We are now making investments in physical assets to create the most competitive supply chain. We are building integrated consumer goods complexes at many locations to create a very efficient and responsive supply chain. These will be equipped with state-of-the-art technology—all contemporary processes—so it will all help us to take quality to the next level.

The philosophy behind these integrated complexes is to address local requirements. For example, north India is a very big market for juices as also for snacks. All these complexes will certainly produce food products, but some will have other categories, too. The size of these complexes will vary, and the investment into each will range from a couple hundred crore to 1,500-1,700 crore.

You see, FMCG, on its own, is a 2.5 trillion business segment. The segments in which we currently operate is much smaller: say, about 60,000-70,000 crore. We haven’t even entered every category. There is room to grow, and so, very clearly, FMCG is going to be No. 1 area where we are going to invest to scale up.

Also, right from the beginning, we have made significant investments in research and development. We have 350 scientists working at our life sciences and research centres, and we have close to 500 patents now. We are working on products of tomorrow and day after. Some of them have just about started to enter the market; hopefully in the near future, you will see more.

What is your strategy for expanding and rationalizing your portfolio of consumer goods offerings?

If you look at our biscuits portfolio, we are big in the creams segment, but in many of the other segments, we are not as strong. So, we made significant investment in cookies. At the same time, there are newer categories we are entering.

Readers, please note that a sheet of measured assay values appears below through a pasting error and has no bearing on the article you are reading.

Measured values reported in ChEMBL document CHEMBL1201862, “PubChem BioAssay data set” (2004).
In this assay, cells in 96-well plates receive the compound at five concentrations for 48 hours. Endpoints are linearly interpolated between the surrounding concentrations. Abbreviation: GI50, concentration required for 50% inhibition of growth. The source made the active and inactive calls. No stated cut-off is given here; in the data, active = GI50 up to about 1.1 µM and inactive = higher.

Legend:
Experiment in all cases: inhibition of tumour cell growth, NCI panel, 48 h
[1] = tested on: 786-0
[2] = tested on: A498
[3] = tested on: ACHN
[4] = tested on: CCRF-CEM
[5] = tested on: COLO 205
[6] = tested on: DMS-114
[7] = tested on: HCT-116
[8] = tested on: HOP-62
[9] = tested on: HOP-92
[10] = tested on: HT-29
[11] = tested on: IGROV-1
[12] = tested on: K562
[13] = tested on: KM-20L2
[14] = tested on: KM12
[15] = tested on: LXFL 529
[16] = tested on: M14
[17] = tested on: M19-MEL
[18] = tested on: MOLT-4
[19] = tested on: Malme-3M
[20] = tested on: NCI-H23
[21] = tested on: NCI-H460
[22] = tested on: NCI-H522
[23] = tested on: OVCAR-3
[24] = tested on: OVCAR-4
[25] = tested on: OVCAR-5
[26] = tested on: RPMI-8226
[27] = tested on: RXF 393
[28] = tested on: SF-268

In the recent past, we added juices under B Natural, dairy whitener under Sunfresh, ghee under Aashirvaad Svasti, and more coming up in the dairy business.

In stationery, we went into pens; in personal care, we went into handwash with the acquisition of Savlon, and more recently, we have launched coffee and chocolates. We now sell chocolates in three cities; hopefully this month, chocolates will be launched in Delhi, too.

We have started selling coffee in Kolkata under a brand called Sunbean. We have launched two variants: Panagari and Nicamalai with the idea of blending the world’s finest with India’s best coffee beans to create a new blend. So, Panagiri combines the best of Panama beans with beans sourced from Baba Budangiri Hills (in Karnataka), producing one of the finest blends. Similarly, Nicamalai is blend of beans from Nicaragua and Anaimalai Hills. These have been launched in our hotels and we are getting encouraging feedback from consumers. But it has just started, so too early to draw conclusions.

So, going forward, we will, on the one hand, strengthen our existing portfolio and get into newer categories. But while doing so, we also continuously look at our portfolio to optimize it; it is an ongoing process on fine-tuning some products.

We have mostly pursued organic growth so far, but we have lately made some acquisitions such as B Natural (for juices), Savlon and Shower-to-Shower (for personal care products). But the portfolio products under these brands got completely refurbished.

As an organization, we have gained tremendous managerial bandwidth to build categories from scratch because we have created what we internally call proneurs, or professional entrepreneurs. These are rare experiences that managers at ITC get in their professional careers.

As a manager at ITC, you are trying to build brands, and while doing so, you are not only trying to create shareholder value but you are also, in your little way, doing something for the society. It leads to a very high level of fulfilment in your professional life.